Protein extracts were obtained by washing the cells once with PBS and resuspending in RIPA buffer containing inhibitors for proteases and phosphatases, then sonicated. After quantifying protein concentrations through BCA assay, samples were heated for 10 min at 70 °C. Protein abundance was analyzed through SDS–polyacrylamide gel electrophoresis followed by immunoblotting. Antibodies used were as follows: anti-m6A (Synaptic system, Cat. # 202 003, 1:2000); anti-FTO (Santa Cruz, SC-271713, 1:500); anti-p62 (Progen Biotechnik GmbH, GP62-C, 1:10,000); anti-METTL14 (Millipore Co., ABE 1338, 1:1000); anti-ATG5 (12994, Cell Signaling Technology, 1:1000); anti-ATG7 (8558, Cell Signaling Technology, 1:1000); anti-GAPDH (Santa Cruz, sc-47724, 1:5000); anti-β-actin (Santa Cruz, SC-47778, 1:5000); anti-ALKBH5 (Millipore Co., ABE 1013, 1:2000); anti-HA (Santa Cruz, sc-7392, 1:5000); anti-IGF2BP1 (Cell Signaling Technology, 8482, 1:1000); anti-IGF2BP2 (Cell Signaling Technology,14672, 1:1000); anti-IGF2BP3 (Cell Signaling Technology, 57145, 1:1000); anti-NEDD4L (Cell Signaling Technology, 4013, 1:1000); anti-LC3 (Abcam, ab192890, 1:1000); anti-p-AMPK T172 (Cell Signaling Technology, 2535S, 1:1000, 1:000), anti-p-ULK1 S555 (Cell Signaling Technology, 5869S, 1:1000); anti-p-p70S6K T389 (Cell Signaling Technology, 9234S, 1:1000); anti-MTF1 (Proteintech, 25383-1-AP, 1:2000); anti-TFEB (Bethyl Laboratories, A303-673A-M, 1:1000); anti-Phospho-TFEB (Ser211) (Cell Signaling Technology, 37681, 1:1000); anti-Nrf2 (Cell Signaling Technology, 12721, 1:1000); Wnt3a (R&D Systems, 5036-WN-010); anti-β-Catenin (Cell Signaling Technology, 9562, 1:5000); Rabbit Anti-Mouse IgG (Cell Signaling Technology, 58802); Mouse Anti-rabbit IgG (Cell Signaling Technology, 5127); HA (Cell Signaling Technology, 3724, 1:2000).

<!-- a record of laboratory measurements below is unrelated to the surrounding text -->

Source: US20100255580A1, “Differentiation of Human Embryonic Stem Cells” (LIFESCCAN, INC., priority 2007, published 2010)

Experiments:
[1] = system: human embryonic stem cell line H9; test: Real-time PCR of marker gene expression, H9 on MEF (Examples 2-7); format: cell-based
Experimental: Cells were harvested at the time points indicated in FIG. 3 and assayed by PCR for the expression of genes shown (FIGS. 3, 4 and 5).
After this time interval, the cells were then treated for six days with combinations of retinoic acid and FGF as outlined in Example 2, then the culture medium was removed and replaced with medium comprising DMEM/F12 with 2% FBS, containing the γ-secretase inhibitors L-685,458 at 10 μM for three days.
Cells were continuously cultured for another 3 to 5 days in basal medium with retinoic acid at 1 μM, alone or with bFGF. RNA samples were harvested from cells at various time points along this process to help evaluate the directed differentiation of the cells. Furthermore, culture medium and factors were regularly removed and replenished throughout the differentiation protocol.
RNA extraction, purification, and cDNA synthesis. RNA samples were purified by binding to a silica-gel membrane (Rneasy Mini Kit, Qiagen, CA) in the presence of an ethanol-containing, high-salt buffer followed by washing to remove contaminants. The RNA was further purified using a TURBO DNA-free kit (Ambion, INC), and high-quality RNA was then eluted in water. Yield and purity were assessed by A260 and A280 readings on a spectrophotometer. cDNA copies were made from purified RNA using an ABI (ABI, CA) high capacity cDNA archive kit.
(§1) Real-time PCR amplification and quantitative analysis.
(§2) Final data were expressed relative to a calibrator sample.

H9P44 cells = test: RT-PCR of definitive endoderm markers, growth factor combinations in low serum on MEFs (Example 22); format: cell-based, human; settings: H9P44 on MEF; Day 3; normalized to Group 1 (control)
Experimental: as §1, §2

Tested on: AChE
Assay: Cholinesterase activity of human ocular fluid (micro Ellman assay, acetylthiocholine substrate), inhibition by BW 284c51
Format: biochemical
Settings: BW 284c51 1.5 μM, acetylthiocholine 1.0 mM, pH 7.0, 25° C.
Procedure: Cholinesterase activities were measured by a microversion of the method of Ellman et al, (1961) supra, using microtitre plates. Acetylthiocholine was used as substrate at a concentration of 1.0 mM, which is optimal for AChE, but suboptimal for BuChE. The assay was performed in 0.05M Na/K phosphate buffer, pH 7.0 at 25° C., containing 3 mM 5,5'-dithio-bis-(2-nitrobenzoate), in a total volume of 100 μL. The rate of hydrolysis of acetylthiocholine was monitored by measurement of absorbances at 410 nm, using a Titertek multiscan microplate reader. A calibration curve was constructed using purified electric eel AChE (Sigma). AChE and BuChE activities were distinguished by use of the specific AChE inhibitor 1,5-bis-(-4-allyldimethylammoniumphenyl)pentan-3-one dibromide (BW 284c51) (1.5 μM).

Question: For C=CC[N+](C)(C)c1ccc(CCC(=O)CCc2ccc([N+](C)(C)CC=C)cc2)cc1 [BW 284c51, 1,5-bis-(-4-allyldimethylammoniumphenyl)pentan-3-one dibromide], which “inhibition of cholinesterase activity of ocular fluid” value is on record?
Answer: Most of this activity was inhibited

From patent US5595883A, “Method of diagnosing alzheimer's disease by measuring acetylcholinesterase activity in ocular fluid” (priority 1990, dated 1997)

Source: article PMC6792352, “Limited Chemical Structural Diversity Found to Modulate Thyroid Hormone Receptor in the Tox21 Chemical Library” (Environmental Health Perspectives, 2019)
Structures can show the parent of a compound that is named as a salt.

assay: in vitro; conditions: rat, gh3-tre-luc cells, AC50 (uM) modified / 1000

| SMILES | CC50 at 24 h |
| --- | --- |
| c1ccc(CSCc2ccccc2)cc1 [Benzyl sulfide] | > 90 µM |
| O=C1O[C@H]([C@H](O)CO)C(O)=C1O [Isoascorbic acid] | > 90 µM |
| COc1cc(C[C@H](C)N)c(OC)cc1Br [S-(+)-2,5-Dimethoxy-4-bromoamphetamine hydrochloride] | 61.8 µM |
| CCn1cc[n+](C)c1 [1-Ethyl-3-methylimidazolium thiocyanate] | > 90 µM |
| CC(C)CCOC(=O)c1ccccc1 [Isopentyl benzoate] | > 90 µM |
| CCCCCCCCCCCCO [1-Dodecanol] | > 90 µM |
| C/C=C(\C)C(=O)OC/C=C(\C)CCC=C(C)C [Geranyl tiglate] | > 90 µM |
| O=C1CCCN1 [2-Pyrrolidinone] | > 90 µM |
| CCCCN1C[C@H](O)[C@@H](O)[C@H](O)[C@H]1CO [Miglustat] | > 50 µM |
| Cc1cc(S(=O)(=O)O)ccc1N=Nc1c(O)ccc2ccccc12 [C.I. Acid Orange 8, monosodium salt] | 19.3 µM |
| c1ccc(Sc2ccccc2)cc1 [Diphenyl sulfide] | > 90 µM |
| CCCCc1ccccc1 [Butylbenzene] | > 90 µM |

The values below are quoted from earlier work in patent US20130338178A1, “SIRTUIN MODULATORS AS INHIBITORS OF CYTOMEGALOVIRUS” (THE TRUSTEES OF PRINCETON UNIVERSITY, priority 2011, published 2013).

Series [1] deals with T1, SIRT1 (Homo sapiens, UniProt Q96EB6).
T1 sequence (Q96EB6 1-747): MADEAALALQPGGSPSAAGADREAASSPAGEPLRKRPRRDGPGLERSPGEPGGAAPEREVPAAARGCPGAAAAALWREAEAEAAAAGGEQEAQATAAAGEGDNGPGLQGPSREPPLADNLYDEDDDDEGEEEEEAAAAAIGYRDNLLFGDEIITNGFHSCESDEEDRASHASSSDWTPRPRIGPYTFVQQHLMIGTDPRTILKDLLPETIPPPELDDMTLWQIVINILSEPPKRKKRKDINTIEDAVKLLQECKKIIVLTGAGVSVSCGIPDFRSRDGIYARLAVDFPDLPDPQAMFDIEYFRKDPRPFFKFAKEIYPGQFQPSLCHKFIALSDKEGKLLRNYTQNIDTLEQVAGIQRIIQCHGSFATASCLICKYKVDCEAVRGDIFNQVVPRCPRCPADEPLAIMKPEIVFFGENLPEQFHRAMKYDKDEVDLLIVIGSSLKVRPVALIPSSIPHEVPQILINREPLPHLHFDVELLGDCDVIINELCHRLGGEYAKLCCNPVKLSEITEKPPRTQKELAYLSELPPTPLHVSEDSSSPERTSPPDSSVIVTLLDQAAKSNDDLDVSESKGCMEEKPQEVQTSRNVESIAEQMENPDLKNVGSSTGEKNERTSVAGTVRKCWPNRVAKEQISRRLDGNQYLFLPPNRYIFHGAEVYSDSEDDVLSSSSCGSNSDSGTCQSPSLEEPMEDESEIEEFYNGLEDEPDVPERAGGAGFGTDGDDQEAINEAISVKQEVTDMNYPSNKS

Immunoprecipitation